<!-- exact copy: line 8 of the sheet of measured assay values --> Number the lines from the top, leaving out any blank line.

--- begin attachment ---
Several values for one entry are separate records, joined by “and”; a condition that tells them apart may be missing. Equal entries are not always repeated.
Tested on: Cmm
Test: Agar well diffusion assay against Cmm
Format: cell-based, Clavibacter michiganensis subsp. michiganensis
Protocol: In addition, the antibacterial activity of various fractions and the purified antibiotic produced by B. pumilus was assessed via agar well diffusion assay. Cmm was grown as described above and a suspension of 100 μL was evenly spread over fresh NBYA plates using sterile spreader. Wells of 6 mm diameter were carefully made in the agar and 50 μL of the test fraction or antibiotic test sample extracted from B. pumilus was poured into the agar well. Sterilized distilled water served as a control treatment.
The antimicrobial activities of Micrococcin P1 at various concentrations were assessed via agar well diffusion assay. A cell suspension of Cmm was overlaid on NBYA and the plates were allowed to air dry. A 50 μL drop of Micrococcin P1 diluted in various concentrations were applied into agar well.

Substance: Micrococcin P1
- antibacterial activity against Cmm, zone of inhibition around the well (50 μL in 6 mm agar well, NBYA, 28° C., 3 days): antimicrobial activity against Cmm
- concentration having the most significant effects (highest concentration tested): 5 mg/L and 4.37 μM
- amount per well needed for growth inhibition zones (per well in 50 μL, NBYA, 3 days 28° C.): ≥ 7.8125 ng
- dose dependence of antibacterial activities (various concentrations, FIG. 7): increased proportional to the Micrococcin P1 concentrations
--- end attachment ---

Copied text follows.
- antibacterial activity against Cmm, zone of inhibition around the well (50 μL in 6 mm agar well, NBYA, 28° C., 3 days): antimicrobial activity against Cmm